–  “You mean I have to have a credit card to create a bus fare account?” I gasped.

I didn’t need Google translate to interpret the look the young convenience store clerk gave me as an answer.

Downtrodden I stepped out of the store. What to do? It became clear as Mars at perihelion that my chance of getting on a bus was nil.

A taxi appeared to be the only option left. Due to the distance to my friend’s place the hard-earned cash I had exchanged to introduce my wife to Swedish scrumptious delights were soon to line the inner leather coverings of a happy taxi man’s wallet.

Too many hours later I arrived at my friend’s place who had just returned with her kid from the hospital. I didn’t know whether I should laugh or cry when she innocently greeted us and asked:

–  “Hey, how was your trip? Wasn’t hard to get to our place was it?”

9 comments

  1. Maybe this is why Stockholm asked Hong Kong’s MTR Corp to run their subway? MTR will also run the new cross London subway.

  2. arturo · · Reply

    Wow! It must have been a great shock to return to your home country and find that everything’s changed. Hopefully after some days you were able to adjust and not feel like a foreigner in your own country.

  3. Ulf, you left out the funniest part: those 20 years in LA! Enjoyable reminiscence. I can relate and my Swedish is horrible.

    1. That’s for another time and place Dan 🙂

  4. Xanthippe · · Reply

    Too funny! And spot on. Everything is automated but the systems are only set up for people who live in Sweden, with Swedish personal numbers, Swedish issued credit cards and a Swedish registered mobile phone. I’m surprised you were even able to but train tickets since they usually only accept Swedish credit cards. Same at the Systembolaget, not to mention renting a car; it’s impossible to reserve a car online since they run your personal number against the tax authorities data base and if you’re not in it, I.e. Swedish, it’ll bounce.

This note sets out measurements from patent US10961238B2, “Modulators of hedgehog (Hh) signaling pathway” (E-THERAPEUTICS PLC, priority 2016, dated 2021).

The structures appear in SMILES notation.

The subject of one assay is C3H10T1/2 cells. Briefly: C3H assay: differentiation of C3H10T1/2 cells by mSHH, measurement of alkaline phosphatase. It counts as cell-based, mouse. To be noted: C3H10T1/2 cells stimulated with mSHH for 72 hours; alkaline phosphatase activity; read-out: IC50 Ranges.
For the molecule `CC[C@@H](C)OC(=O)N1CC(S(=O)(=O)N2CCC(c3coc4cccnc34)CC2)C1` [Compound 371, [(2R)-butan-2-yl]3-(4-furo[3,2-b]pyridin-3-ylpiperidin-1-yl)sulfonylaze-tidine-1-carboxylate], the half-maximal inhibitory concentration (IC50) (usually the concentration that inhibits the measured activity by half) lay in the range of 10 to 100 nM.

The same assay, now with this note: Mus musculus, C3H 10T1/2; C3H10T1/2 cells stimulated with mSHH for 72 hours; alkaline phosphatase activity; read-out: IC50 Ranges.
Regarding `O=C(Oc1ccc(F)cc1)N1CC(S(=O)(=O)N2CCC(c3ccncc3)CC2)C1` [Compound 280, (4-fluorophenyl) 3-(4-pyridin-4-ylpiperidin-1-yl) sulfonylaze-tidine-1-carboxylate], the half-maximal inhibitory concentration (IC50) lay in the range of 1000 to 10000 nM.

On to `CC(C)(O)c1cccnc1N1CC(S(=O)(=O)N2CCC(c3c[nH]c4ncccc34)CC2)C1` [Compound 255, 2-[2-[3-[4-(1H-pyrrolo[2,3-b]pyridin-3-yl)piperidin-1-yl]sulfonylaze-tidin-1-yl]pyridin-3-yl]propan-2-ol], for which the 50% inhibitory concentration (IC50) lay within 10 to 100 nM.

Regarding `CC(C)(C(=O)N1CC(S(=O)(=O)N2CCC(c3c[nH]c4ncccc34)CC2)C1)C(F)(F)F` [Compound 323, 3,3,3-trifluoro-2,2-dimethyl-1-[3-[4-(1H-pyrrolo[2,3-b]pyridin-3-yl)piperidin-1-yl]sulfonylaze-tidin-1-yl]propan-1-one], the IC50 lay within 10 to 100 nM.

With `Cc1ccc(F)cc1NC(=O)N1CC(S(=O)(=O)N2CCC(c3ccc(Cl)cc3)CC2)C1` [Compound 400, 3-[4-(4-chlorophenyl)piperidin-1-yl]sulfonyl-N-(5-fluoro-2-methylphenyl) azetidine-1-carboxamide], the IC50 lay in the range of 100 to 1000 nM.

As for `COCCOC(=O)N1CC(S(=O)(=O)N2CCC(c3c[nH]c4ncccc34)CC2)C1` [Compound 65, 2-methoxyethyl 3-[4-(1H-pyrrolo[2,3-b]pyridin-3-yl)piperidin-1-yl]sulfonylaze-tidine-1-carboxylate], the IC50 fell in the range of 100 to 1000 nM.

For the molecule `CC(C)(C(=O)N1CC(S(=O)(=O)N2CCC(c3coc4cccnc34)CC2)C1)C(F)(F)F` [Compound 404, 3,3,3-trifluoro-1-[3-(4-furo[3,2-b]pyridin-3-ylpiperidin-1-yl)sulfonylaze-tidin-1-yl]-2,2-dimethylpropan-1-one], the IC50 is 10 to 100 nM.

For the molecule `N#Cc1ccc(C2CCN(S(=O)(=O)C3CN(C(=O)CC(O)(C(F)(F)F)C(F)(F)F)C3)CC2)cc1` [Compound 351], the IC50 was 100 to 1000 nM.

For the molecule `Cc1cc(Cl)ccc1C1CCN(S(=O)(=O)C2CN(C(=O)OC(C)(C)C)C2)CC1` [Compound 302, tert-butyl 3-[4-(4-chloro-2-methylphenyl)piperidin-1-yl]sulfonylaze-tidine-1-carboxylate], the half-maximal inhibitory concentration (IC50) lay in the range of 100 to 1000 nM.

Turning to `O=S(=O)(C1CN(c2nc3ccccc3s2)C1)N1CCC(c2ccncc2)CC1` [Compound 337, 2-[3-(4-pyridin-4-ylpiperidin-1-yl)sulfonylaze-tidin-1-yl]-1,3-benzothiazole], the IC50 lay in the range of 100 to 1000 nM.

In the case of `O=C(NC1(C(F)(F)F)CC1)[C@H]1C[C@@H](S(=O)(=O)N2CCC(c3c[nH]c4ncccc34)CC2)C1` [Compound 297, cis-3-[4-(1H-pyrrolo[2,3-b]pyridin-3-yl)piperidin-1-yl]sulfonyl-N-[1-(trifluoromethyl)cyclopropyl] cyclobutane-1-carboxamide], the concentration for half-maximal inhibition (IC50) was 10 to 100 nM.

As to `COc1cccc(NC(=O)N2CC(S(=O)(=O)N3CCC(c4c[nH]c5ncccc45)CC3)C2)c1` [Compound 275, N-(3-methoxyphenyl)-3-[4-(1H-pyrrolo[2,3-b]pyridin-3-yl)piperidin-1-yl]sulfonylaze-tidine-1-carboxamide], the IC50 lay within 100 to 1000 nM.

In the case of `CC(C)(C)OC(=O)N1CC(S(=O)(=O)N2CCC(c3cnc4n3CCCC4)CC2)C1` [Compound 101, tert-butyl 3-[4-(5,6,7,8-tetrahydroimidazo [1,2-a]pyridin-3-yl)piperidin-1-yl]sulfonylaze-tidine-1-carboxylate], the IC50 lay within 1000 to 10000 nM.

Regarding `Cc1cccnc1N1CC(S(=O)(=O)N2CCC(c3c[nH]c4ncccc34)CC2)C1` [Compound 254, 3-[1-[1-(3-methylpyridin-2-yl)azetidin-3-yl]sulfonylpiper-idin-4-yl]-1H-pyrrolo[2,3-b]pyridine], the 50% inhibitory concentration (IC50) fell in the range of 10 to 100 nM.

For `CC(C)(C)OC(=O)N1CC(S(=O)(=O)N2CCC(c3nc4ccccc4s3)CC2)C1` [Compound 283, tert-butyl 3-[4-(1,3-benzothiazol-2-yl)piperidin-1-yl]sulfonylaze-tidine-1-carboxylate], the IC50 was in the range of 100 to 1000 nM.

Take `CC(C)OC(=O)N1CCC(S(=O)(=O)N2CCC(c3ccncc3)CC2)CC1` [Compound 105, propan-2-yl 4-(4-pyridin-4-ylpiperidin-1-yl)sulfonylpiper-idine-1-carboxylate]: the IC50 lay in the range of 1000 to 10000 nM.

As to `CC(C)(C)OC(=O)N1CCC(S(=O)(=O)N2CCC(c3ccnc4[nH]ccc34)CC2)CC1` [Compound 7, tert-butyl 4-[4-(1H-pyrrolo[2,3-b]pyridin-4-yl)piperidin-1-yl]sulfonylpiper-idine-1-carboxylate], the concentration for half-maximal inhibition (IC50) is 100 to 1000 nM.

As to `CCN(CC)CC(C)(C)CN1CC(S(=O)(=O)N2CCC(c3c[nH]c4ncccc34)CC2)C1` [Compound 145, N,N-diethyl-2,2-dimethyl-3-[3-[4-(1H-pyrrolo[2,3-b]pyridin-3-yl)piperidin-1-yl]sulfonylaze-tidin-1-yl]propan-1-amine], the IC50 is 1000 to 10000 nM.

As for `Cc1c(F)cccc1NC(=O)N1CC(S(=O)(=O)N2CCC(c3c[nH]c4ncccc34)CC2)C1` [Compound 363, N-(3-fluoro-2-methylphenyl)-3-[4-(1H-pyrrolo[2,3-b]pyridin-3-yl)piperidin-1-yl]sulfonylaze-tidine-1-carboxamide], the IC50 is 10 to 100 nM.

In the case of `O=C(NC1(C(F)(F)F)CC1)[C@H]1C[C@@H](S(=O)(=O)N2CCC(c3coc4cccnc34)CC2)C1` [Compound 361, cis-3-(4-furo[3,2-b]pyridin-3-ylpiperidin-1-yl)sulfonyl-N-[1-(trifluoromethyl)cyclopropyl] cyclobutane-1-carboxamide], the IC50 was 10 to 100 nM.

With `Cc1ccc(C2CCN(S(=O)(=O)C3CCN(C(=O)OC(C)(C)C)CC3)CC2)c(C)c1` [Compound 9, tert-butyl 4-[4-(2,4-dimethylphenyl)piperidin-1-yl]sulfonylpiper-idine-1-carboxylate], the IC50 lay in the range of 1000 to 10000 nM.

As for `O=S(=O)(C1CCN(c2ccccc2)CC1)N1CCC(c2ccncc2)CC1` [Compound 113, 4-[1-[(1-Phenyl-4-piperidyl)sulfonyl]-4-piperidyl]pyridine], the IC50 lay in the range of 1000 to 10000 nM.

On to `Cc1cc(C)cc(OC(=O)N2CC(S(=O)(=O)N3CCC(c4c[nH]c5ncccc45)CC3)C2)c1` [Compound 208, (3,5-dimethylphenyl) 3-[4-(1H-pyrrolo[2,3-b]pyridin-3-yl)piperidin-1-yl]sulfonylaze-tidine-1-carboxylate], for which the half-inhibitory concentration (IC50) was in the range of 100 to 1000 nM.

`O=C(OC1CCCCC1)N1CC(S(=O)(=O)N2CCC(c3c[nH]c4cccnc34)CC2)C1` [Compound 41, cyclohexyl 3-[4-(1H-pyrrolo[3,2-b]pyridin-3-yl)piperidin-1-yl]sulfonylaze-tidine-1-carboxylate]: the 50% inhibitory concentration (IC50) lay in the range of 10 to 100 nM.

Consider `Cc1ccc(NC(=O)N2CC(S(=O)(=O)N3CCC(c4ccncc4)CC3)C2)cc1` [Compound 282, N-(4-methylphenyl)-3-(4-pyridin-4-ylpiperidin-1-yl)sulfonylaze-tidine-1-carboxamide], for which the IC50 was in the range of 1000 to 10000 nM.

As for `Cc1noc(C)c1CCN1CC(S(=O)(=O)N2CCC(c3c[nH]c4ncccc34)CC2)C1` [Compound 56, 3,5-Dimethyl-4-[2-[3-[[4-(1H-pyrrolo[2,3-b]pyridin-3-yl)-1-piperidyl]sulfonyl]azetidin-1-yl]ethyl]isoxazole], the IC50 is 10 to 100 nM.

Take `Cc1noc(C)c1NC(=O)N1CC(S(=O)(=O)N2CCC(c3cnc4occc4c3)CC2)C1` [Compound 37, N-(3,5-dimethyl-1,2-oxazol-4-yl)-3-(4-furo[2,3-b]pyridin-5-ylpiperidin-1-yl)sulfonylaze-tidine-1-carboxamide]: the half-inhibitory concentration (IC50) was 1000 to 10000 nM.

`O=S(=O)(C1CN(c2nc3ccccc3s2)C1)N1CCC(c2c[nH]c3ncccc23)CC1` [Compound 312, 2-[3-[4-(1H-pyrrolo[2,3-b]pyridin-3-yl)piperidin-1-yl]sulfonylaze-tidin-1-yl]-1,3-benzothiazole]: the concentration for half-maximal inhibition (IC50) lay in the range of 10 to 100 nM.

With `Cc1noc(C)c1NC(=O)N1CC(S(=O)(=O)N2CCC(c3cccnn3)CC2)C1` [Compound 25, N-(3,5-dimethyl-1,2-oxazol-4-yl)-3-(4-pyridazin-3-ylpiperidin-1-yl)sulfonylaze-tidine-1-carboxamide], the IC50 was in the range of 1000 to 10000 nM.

It’s even hard to be a Swedish tourist in Sweden: a family of 4 who want to ride the buses I Stockholm need to purchase 4 bus cards. The cards have to be pre filled with an amount of money and you have to set your standard trip coupon allotment. Confusing much? If the poor family of 4 don’t use all the remaining money, it is lost.

    And don’t get me started on the credit cards! It’s infuriating to be asked to present a Swedish ID card for every little transaction, in particular as you’re paying with a card issued by a US bank, in the US. I watched two poor Japanese tourists being denied several purchases because they didn’t have Swedish drivers licenses. Eventually, the sales person gave up and asked for their Japanese passports, which they hadn’t brought with them to the store. Silly tourists, didn’t they know that they had to present ID to buy souvenirs with their Japan issues credit cards?

    Fortunately the taxi system is pretty good. Nice cars and drivers who usually know the way so it won’t cost “your shirt”. And you can pay with foreign credit cards!

  5. Walter Blydal · · Reply

    During my 40 years of business life I’ve done export business in 23 countries and six languages, many years during 150 travel days abroad. If I had experienced all those difficulties, as mentioned in the article, each time I entered a new country, I probably would have chosen the quiescent predictable job as a gardener at a cemetary…

  6. This system for buses and trains might work just fine for people commuting to work. But why didn’t they leave any alternatives for visitors and tourists? Why not even instructions in English at airports, train and bus stations? Why not sell at least day-passes in the conveniance stores? Can one assume, they don’t want foreigners to visit at all, unless they have their own chauffeured limo?

    1. It’s possible the signage was there all along. In my case I probably assumed too much before I realized what the deal was. I, a bit naively, assumed things were similar to 25 years ago and how it is where I currently live – Hong Kong.

      1. Possible – but not likely. Too many people have had similar experiences.